The Euro may cease to exist in 10 years without significant economic reforms, mainly by France and Germany, according to French presidential candidate and former economy minister Emmanuel Macron.
Macron, a 39-year-old French politician who resigned from his post as economy minister under President Francois Hollande last year, formed the political movement “En Marche!” (Foward!) to pursue his own centrist political agenda.
He has been steadily gaining popularity in recent polls, where he comes in third, close behind Marine Le Pen of the far-right National Front, and the leader, the Republican Party’s Francois Fillon.
According to economists worldwide polled by Reuters in December, the upcoming elections in Germany, France, and the Netherlands pose a potential threat to the euro, which could further challenge the EU status quo in 2017, adding to the economic effects from the planned UK exit from the Union.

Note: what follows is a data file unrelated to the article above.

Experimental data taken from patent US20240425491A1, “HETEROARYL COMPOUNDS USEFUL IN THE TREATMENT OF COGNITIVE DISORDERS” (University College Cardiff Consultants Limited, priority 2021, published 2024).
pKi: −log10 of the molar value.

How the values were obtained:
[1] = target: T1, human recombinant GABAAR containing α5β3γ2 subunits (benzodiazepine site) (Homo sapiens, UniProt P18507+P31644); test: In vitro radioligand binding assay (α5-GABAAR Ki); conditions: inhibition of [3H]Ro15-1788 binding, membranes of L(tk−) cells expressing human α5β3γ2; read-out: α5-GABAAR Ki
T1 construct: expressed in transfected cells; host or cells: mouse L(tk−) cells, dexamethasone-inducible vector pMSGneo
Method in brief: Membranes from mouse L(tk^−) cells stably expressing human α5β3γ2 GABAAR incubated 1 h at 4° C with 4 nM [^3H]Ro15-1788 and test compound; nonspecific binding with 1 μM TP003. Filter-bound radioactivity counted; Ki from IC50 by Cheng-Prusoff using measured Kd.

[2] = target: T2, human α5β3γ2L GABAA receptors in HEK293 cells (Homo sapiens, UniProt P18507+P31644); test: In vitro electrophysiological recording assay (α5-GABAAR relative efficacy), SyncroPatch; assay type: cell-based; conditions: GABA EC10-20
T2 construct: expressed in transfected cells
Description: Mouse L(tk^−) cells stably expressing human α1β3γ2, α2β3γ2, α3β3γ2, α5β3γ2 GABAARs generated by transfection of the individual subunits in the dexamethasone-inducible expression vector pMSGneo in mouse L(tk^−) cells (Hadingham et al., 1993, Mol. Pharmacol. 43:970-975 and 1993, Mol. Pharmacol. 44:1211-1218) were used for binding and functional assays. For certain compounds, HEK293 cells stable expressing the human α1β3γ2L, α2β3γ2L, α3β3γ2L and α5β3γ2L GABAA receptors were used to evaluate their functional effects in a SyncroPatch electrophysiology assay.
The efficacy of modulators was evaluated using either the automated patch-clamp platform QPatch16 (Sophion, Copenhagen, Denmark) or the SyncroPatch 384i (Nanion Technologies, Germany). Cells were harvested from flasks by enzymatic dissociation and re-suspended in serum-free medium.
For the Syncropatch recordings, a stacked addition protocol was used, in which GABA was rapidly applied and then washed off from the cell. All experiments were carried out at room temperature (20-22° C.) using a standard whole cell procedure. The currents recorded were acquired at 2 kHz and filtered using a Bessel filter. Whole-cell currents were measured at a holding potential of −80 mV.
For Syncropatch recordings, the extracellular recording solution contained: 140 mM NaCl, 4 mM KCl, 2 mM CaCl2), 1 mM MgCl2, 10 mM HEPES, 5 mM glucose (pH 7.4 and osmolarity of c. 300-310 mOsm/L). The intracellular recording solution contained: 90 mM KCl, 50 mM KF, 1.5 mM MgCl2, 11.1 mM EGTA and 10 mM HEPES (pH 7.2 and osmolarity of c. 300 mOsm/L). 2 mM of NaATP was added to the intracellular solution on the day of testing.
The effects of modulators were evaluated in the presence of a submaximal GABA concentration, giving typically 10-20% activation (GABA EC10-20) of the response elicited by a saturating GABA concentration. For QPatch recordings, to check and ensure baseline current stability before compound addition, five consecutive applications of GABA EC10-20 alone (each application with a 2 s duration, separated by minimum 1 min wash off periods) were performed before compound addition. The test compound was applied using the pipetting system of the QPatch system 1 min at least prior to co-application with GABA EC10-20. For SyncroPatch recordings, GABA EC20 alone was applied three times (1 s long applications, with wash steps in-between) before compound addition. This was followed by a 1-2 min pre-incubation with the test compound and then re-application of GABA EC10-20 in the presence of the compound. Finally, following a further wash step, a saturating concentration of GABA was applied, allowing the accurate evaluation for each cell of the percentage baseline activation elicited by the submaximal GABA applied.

“The truth is that we must collectively recognize that the euro is incomplete and cannot last without major reforms,” Macron said in a speech at Humboldt University in Berlin on Tuesday, as cited by Reuters.
An outspoken advocate of European integration, Macron also mentioned the lack of trust between France and Germany, which in his words is hindering euro zone reforms which could bolster solidarity among its 19 members and strengthen the euro. Likening the current status of the single currency to “a weak Deutsche Mark,” he said the creation of a euro zone budget could save the day for the euro. This budget could finance growth-oriented investments throughout the bloc and assist member states with weaker economies.
“I could tell you that Europe is out of date – it would be easier. Talking about turning the tables and using hard talk against Germans seems to be great politics in my country.
“We need a political willingness to move forward,” the politician also noted.
Macron said that if elected, he would back “strong” reforms and push for cooperation with Germany.
“There is a French responsibility to fix the situation. I will assume my responsibilities. France will assume its responsibilities. And I do trust Germany,” he said.